This essay by Keith Thomas in the London Review of Books (via the Guardian) is absolutely the best description of someone’s research method that I have ever read. Go read the whole thing and come back here.
Seriously, go click that link. If you don’t, you’ll be sorry. The rest of this post can wait.
It’s not that I agree with the way Thomas does his thing, it’s his remarkable self-awareness of his method along with the beauty of the prose that really strikes me. Take this, bit for example:
[It won’t hurt you to read this again. This is that good.]
When I go to libraries or archives, I make notes in a continuous form on sheets of paper, entering the page number and abbreviated title of the source opposite each excerpted passage. When I get home, I copy the bibliographical details of the works I have consulted into an alphabeticised index book, so that I can cite them in my footnotes. I then cut up each sheet with a pair of scissors. The resulting fragments are of varying size, depending on the length of the passage transcribed. These sliced-up pieces of paper pile up on the floor. Periodically, I file them away in old envelopes, devoting a separate envelope to each topic. Along with them go newspaper cuttings, lists of relevant books and articles yet to be read, and notes on anything else which might be helpful when it comes to thinking about the topic more analytically. If the notes on a particular topic are especially voluminous, I put them in a box file or a cardboard container or a drawer in a desk. I also keep an index of the topics on which I have an envelope or a file. The envelopes run into thousands.
This procedure is a great deal less meticulous than it sounds. Filing is a tedious activity and bundles of unsorted notes accumulate. Some of them get loose and blow around the house, turning up months later under a carpet or a cushion. A few of my most valued envelopes have disappeared altogether. I strongly suspect that they fell into the large basket at the side of my desk full of the waste paper with which they are only too easily confused. My handwriting is increasingly illegible and I am sometimes unable to identify the source on which I have drawn. Would that I had paid more heed to the salutary advice offered in another long forgotten manual for students, History and Historical Research (1928) by C.G. Crump of the Public Record Office: ‘Never make a note for future use in such a form … that even you yourself will not know what it means, when you come across it some months later.’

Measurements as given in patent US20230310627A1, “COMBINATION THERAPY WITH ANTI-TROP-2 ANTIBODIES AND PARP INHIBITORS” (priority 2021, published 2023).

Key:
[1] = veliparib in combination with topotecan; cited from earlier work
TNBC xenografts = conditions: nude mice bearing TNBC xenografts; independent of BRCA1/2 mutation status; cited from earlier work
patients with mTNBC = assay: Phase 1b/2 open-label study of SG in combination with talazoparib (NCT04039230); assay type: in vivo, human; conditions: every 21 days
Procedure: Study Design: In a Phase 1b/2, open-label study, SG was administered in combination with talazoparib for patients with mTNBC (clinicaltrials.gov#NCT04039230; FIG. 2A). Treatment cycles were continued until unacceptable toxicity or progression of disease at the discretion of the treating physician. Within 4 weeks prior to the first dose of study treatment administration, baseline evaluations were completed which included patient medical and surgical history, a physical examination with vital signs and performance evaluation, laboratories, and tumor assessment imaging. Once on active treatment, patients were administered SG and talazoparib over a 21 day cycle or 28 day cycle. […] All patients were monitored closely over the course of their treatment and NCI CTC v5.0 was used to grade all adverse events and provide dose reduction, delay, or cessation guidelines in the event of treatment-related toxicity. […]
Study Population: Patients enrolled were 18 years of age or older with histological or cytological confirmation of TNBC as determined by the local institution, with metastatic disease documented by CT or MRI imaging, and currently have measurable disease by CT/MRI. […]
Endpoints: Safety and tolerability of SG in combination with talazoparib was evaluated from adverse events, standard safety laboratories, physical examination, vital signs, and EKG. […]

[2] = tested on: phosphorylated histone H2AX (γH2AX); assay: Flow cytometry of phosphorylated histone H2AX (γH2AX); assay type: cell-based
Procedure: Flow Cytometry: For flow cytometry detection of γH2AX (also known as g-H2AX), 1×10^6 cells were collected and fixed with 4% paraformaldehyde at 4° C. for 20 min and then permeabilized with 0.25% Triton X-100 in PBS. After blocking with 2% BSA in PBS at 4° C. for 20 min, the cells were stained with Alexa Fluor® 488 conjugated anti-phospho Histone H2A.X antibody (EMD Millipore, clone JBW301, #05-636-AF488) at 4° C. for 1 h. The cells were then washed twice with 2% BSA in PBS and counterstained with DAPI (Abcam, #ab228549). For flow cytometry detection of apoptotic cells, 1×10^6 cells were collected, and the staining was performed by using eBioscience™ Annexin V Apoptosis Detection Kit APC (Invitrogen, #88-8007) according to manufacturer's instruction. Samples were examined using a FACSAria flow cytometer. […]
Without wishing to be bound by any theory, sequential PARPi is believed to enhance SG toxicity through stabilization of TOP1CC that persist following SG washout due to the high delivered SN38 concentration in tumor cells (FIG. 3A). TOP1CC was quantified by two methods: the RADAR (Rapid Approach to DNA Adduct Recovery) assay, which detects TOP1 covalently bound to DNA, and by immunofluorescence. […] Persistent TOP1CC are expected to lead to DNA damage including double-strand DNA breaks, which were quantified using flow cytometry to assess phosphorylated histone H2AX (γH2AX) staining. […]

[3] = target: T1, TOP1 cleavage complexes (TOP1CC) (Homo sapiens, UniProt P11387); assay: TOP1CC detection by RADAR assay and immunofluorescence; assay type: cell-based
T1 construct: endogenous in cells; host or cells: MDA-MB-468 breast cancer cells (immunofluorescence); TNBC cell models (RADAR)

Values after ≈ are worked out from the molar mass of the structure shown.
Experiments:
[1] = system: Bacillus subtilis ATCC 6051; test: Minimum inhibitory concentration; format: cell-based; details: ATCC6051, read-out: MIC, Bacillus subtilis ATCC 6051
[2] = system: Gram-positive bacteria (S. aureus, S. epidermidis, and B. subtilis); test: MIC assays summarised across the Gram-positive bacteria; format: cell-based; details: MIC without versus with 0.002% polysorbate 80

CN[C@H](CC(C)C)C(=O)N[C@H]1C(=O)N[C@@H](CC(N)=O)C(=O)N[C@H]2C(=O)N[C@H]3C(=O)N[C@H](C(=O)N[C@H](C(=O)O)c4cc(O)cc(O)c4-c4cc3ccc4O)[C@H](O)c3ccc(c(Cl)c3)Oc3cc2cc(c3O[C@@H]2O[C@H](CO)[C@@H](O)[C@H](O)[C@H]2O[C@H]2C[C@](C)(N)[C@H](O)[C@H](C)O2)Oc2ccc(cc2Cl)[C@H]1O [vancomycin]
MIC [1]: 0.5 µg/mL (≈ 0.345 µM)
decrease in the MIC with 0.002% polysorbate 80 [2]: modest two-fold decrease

My notes are voluminous because my interests have never been very narrowly focused. My subject is what I think of as the historical ethnography of early modern England. Equipped with questions posed by anthropologists, sociologists and philosophers, as well as by other historians, I try to look at virtually all aspects of early modern life, from the physical environment to the values and mental outlook of people at all social levels. Unfortunately, such diverse topics as literacy, numeracy, gestures, jokes, sexual morality, personal cleanliness or the treatment of animals, though central to my concerns, are hard to pursue systematically. They can’t be investigated in a single archive or repository of information. Progress depends on building up a picture from a mass of casual and unpredictable references accumulated over a long period. That makes them unsuitable subjects for a doctoral thesis, which has to be completed in a few years. But they are just the thing for a lifetime’s reading. So when I read, I am looking out for material relating to several hundred different topics. Even so, I find that, as my interests change, I have to go back to sources I read long ago, with my new preoccupations in mind.